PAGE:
Anita an Orange

The game I have decided to play is Thirty Flights of Loving. For my close playing analysis, I chose to focus on the orange scene. Before this scene, the player is pushing Borges after he has been shot. The player does not know their main objective, but they assume that they are trying to get him out of the terminal and to medical attention. While you are pushing Borges around, you are suddenly transported to an apartment.

The apartment is sparsely furnished with two beds, a couple of chairs, and a fan. Anita is seen on a chair peeling oranges. She methodically throws the orange peels out the window. Anita is facing a balcony, which overlooks multiple apartment complexes with clothes hanging off of them. On the balcony one can also see a sign that says “Bienjensu” and “Club Bok Choy.” The sky is orange, which reminds the player of the orange peels that Anita is throwing outside. The bright orange sky redirects the player’s attention to the box of oranges at Anita’s feet. The police cameras, which are seen later in the game, appear here floating aimlessly. We can also see the hoard of cats off to our right that we will encounter later. At the bottom of Anita’s chair is a crate of oranges marked “Naranjas.” The player then picks up an orange, peels it, and eats it. The players throw their orange peels into the apartment, which remain there for the entirety of the scene.

The scene appears strange, considering the fact that you were dropped into it seemingly at random. However, this scene is important as it gives the player a look into their relationship with Anita. This orange scene is an intimate moment for the player and Anita. The intimacy lies in the fact that it is an everyday scene for a couple in which they are together, but not talking. For me, I think that this intimacy reveals Thirty Flights of Loving meaning; doing bad things like stealing or robbing in order to be with one’s significant other.

Some interesting objects that we see in this scene help us unravel a bit of the mystery in Thirty Flights of Loving. First, the box at Anita’s feet has the word “naranjas” on it. Naranjas is the Spanish word for orange. Knowing this helps the player set the environment for the game in a Spanish city or perhaps a multicultural city. Setting the context for the players assists them in their later play. Moreover, the word “Bienjensu” appears on a sign outside of the balcony. Although it looks like a made up word, it is in fact the name of the graphics simulator used in previous Brendon Chung games. This simulator unlocks doors and allows you access to usually restricted areas. These two interesting tidbits do not really help us understand the meaning of the game, but help us understand the game code or structure of the game.

Thirty Flights of Loving, STEAM, 2012.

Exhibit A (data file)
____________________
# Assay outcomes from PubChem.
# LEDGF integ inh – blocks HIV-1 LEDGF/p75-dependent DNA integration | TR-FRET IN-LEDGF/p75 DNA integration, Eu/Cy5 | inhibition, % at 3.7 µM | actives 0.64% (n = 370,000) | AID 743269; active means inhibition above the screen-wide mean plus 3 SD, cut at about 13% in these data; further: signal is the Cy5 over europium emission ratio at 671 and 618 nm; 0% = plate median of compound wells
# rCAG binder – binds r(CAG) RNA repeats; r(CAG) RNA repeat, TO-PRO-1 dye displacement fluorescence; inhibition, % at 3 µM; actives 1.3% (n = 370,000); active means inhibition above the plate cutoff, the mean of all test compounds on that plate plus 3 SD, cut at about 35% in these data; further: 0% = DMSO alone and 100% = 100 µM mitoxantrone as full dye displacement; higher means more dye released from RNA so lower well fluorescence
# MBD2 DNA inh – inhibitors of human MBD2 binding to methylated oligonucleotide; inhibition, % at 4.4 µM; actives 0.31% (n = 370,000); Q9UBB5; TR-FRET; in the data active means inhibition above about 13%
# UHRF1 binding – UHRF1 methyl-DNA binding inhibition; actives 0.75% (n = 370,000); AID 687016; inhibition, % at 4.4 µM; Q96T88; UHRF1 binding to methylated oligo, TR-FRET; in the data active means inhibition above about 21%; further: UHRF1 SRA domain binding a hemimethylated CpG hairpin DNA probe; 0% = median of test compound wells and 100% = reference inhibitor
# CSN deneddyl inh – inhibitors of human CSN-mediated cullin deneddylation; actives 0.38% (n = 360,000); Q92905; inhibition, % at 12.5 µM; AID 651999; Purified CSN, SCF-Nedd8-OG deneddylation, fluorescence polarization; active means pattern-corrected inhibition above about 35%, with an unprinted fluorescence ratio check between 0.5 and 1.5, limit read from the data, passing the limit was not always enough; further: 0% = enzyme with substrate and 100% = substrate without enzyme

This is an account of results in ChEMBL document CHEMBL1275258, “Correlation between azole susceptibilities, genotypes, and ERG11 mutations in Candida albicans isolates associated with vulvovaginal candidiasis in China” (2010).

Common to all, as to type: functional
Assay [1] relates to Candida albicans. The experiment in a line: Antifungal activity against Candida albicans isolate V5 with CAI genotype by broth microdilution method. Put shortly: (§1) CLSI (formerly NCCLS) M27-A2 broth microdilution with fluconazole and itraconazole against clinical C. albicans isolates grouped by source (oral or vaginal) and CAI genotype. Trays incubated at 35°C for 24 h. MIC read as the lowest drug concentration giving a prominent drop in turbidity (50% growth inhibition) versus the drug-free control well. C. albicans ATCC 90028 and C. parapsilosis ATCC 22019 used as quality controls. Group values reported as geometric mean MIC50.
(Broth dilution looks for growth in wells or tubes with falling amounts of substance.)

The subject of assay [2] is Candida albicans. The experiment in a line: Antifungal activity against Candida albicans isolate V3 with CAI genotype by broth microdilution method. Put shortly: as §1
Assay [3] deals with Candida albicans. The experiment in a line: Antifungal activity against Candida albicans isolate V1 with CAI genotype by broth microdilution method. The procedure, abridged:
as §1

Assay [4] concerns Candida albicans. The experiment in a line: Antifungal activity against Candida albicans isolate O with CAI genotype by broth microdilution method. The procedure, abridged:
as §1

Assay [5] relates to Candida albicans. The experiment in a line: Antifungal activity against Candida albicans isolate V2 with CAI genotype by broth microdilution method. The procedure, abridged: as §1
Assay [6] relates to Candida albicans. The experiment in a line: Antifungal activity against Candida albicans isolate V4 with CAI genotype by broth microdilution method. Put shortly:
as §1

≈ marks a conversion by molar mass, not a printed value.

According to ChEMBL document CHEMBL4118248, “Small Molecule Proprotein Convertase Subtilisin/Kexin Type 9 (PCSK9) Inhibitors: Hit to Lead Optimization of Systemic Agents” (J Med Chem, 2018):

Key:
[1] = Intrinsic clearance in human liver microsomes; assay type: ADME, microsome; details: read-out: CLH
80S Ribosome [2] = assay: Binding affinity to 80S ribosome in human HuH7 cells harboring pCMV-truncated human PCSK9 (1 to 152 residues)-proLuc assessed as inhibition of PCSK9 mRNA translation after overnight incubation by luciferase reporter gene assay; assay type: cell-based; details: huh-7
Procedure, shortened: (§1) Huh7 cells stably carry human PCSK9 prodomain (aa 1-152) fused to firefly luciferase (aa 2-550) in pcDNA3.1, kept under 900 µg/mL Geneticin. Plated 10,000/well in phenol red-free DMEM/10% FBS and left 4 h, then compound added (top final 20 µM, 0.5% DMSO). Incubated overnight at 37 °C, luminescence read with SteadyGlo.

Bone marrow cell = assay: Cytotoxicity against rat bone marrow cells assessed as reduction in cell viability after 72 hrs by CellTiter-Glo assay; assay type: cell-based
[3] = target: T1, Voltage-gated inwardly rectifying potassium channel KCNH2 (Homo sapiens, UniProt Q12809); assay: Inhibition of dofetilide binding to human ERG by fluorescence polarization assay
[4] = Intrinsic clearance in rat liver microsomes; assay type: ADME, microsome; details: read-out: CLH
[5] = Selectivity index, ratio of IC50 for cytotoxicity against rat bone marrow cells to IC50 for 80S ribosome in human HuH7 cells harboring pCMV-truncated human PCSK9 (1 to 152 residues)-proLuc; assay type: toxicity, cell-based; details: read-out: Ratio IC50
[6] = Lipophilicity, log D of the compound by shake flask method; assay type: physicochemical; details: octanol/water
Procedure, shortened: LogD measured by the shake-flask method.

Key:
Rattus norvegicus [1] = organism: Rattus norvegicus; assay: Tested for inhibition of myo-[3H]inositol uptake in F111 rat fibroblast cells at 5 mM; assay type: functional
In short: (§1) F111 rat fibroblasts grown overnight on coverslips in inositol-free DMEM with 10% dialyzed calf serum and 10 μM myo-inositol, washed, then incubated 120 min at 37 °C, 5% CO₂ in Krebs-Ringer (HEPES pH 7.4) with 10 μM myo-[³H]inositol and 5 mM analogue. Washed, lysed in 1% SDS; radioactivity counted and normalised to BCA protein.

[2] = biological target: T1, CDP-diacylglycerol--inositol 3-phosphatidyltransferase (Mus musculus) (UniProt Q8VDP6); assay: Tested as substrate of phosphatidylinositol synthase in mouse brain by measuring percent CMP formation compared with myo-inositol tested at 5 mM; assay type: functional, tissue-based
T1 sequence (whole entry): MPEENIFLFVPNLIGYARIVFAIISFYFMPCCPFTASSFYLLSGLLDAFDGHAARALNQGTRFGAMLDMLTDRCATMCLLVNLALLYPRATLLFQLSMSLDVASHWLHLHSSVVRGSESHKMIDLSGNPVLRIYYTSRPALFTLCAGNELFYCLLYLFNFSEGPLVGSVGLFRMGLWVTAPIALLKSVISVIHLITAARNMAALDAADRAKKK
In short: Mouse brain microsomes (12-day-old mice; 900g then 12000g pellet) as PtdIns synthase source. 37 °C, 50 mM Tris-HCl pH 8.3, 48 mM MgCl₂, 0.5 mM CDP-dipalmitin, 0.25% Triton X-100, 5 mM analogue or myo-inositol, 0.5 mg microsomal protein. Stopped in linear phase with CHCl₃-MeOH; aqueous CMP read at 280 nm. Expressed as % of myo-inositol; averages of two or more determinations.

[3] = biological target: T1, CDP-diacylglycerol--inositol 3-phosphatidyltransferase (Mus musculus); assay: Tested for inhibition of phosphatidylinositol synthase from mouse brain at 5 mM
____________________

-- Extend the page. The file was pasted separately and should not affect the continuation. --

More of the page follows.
Additionally, the oranges scene in Thirty Flights of Loving has no music. I believe that this was a conscious artistic decision by Brendon Chung, the game’s creator, to focus on the intimacy of the moment. Music in this scene would have seen out of place and would have detracted from the normalcy of the scene. Instead of music, the player hears ambient noise. These noises include car noise, bus brakes, and sirens. When the player peels the orange, they hear the crunch of the peel and the mouth smacking noises of eating it. This use of ambient noise is also helpful as it gives the player a sense of place after they were dramatically whisked into another scene. Furthermore, the use of ambient noise and lack of music helps the players focus on Anita and their relationship.

The action in this scene is very minimal. In fact, for the most part in Thirty Flights of Loving, the player does not have to make too many decisions. The game guides you to the next part and essentially forces you to press a key to continue. In the orange scene specifically, you decide to pick up an orange. You also decide to peel the orange and eat it. The only other decision made in this scene is how long you stay in the space before continuing to the next part. Unlike the other parts of the game where there is a stressor to keep you moving, like a busy crowd, this scene does not have one. This plays into the idea of tension and release. In the previous scene when you are pushing Borges, there is anxiety and stress. In contrast, this scene is almost cathartic and relaxing. It is only when you turn the corner at the end of the apartment that you experience a stressor, the ticking of a clock. I think that this was again a conscious design choice that Brendon Chung, the game’s creator, made to focus on the intimacy of the scene. Once more, this focus on the player and Anita’s relationship ties back to the meaning of doing wrong to achieve a happy ending with one’s partner in life.


Thirty Flights of Loving, STEAM, 2012.

Livingston, Christopher. “The Best PCs in PC Games.” Pcgamer, PC Gamer THE GLOBAL AUTHORITY ON PC GAMES, 8 May 2017,

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